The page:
Confession: another rabbit trail was calling my name yesterday and…I listened.
Yes, I caved. I took the bait. I fell for it, hook, line and sinker.
And I think I will be down at the bottom of a big pile of data for a long time.
Here’s how it happened:
Once upon a time, long, long ago—yes, in fact, back in June of 2009—I took an old family photo that my cousin Skip sent me, scanned it and posted it on my Facebook page. It was probably a little something I did in honor of Father’s Day, even though my father has been long gone, himself. In the photo—a family grouping that included my grandmother, her brother and their parents—my father was peeking over the shoulders of the women in the back row. At the time, he was a teenager. My aunt, all perky in her summer dress, was sporting a big white bow on the top of her little blonde head.
As things sometimes go on Facebook, some friends and family saw it and commented on it, over the next few days. The comments dribbled off after that. Then, some other relatives saw it the next winter and commented, starting the conversation back up again.
And that was the end of it.
Until Monday morning.
I don’t know why Facebook photos resurrect, but they do. And once someone gloms onto a photo—writes another comment—the thing is back in circulation again, as fresh as if it were posted within the past hour.
This time, more relatives shared their memories of the family mystery—the shock is, after being told we were Irish all our growing-up years, it turns out we are actually Polish on my dad’s side of the family—and we got to compare notes on what each of us knew about the “secret.”
Chapter Two: a blogger dangles the bait. I’ll just come out and say it: it wasn’t really blogger Randy Seaver’s fault for leading me astray, but his post yesterday about how FamilySearch.org has added more New York City records reminded me that I really need to see what’s gone online since the last time I poked around the data at any of the usual genealogical places.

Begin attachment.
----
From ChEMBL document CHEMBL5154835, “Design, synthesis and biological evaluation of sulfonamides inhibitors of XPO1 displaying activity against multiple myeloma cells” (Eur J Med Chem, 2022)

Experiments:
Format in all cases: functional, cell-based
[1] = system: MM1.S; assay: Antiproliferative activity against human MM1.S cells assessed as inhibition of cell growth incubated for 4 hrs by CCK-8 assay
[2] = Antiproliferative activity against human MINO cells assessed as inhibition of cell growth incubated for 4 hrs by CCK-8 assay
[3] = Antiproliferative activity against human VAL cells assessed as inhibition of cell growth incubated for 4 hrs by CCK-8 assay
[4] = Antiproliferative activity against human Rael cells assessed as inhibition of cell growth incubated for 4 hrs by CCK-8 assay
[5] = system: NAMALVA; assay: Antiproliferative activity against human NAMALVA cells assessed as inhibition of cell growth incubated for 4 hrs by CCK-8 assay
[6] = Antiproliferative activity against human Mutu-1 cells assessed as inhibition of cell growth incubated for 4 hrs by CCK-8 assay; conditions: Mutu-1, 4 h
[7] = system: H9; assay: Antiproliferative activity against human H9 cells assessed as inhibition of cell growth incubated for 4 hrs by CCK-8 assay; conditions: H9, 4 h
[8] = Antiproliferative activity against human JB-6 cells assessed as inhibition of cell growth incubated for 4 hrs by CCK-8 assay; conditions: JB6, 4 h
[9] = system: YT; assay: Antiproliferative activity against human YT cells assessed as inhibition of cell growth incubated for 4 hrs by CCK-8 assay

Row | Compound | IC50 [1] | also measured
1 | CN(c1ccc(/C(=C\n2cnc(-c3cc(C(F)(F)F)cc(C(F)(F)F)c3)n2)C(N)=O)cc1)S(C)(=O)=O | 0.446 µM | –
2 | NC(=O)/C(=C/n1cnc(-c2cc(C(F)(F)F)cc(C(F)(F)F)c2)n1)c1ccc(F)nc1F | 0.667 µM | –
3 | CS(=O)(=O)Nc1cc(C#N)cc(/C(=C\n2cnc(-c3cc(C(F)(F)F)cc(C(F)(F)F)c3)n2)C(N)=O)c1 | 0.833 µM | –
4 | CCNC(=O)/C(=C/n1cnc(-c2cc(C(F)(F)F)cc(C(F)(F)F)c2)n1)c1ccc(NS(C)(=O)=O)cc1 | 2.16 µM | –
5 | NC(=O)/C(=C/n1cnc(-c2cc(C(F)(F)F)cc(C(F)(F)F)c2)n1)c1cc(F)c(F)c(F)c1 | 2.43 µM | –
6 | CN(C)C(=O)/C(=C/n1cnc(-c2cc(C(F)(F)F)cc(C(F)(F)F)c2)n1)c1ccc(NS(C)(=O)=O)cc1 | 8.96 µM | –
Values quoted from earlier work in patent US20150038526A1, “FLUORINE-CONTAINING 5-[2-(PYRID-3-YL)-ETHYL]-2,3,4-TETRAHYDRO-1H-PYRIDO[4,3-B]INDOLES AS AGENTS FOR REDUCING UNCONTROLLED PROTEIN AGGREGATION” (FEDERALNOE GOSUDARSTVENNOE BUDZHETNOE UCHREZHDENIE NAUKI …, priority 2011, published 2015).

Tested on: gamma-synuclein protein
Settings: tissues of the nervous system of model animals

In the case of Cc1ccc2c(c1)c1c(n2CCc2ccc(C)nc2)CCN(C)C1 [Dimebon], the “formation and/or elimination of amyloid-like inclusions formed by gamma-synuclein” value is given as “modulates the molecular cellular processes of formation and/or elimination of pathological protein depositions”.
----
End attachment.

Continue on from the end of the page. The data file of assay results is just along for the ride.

While the records Randy mentioned were all just indices, not digitized images (which I hope will someday be forthcoming, as well), believe me: an index is infinitely better than trawling through miles and miles of microfilm. Take my word for it. The last time I seriously looked at my paternal branch of the family tree, it was when microfilm was the only game in town.
It was time for an update.
Gone was the afternoon, before I knew it. I looked not only at FamilySearch.org, but at the latest additions at Ancestry.com, as well. I kept keying in names of my family, seeing whose documents made the cut in this latest release of genealogical treasures. I can’t say I made stellar progress—there is an unexplained instance of a radical name change—but stumbling upon one single document, I located several key facts about this family. You might say I garnered a genealogical grand slam.
Of course, being a document which captured the reporting party’s assertions, in a way, the record is not providing me anything more than hearsay. But it is the word of a father, reporting such juicy tidbits as the name of the ship he sailed on, the names of the rest of his family, and the date at which he arrived in New York harbor.
Better yet, that one document became the Big Reveal by sharing the name of the town in which my grandmother’s brother was born. If he was born there, let’s say I have a pretty good guess as to where she was born.
You know I can’t stop with just this one document. Every detail on that page becomes a hint to lead me toward another document. Each clue equips me with the tools to ferret out yet more details. It’s the chain reaction of research.